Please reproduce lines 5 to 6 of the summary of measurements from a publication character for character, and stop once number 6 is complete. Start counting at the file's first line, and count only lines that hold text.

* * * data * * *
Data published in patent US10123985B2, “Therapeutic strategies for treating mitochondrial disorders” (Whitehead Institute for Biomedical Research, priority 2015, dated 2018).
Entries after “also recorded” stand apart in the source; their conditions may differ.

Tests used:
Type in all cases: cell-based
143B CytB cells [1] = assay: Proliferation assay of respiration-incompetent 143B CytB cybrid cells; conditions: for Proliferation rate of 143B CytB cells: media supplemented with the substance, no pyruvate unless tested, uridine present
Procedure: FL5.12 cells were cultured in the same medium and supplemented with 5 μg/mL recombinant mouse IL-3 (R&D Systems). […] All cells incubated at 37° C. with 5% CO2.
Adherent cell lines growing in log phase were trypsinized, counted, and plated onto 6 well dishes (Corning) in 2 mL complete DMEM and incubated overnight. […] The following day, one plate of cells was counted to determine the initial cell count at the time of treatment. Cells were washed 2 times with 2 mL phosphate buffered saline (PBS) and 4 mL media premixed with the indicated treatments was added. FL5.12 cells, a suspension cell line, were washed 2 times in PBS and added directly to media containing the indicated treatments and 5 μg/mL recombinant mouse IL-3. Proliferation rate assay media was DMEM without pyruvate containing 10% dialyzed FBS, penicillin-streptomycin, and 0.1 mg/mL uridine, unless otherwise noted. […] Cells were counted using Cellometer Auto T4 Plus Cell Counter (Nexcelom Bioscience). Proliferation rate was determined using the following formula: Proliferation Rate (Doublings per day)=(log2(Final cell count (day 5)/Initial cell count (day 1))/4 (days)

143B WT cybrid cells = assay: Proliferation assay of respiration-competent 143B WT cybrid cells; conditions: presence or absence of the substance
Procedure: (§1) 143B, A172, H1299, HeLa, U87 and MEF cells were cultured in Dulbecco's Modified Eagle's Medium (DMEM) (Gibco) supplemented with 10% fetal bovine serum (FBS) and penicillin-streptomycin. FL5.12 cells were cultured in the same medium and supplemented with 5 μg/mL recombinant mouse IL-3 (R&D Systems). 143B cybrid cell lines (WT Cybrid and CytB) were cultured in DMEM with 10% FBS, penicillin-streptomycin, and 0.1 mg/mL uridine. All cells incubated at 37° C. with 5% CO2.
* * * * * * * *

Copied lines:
143B CytB cells [1] = assay: Proliferation assay of respiration-incompetent 143B CytB cybrid cells; conditions: for Proliferation rate of 143B CytB cells: media supplemented with the substance, no pyruvate unless tested, uridine present
Procedure: FL5.12 cells were cultured in the same medium and supplemented with 5 μg/mL recombinant mouse IL-3 (R&D Systems). […] All cells incubated at 37° C. with 5% CO2.